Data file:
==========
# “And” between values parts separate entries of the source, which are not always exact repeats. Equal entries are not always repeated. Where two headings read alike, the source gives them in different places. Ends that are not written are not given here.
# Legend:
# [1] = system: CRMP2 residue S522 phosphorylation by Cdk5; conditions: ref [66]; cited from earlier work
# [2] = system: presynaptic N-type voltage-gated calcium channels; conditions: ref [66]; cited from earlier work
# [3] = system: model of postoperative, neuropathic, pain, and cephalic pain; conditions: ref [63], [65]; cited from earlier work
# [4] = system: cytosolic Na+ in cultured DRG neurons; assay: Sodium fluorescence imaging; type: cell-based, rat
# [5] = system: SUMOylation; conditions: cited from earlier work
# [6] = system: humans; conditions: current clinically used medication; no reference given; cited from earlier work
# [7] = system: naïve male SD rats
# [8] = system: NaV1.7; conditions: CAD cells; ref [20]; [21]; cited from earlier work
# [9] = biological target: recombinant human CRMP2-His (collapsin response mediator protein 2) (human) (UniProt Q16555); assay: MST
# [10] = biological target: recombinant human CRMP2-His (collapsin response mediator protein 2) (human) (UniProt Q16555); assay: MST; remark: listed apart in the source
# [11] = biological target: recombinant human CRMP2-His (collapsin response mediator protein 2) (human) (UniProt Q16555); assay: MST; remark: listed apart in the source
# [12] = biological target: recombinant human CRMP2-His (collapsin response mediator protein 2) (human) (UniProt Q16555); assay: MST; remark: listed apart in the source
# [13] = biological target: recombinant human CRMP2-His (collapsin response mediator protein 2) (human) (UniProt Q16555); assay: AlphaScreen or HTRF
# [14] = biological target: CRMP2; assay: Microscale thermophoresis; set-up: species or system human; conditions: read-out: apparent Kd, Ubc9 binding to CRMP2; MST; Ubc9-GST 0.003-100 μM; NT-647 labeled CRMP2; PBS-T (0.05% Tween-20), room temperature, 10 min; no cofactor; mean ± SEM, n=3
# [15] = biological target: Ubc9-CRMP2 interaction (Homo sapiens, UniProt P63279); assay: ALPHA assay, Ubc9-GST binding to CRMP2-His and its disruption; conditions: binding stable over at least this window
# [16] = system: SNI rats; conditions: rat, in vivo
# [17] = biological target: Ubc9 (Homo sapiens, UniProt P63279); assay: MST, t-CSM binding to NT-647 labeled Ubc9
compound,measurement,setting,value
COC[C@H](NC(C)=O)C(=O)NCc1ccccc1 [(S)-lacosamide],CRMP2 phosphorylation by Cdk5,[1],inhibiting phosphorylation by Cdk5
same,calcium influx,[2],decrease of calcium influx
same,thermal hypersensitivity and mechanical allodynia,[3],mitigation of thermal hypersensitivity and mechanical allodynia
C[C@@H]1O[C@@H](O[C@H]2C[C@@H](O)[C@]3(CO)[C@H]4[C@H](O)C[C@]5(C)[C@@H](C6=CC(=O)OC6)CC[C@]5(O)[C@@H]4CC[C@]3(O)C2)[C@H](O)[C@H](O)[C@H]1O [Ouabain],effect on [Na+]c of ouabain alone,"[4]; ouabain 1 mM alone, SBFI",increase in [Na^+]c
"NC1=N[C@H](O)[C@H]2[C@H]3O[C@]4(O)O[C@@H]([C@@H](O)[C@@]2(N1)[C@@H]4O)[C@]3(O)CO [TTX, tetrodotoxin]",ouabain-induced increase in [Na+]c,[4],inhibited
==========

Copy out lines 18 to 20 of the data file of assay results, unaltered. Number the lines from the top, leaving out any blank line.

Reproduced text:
# [16] = system: SNI rats; conditions: rat, in vivo
# [17] = biological target: Ubc9 (Homo sapiens, UniProt P63279); assay: MST, t-CSM binding to NT-647 labeled Ubc9
compound,measurement,setting,value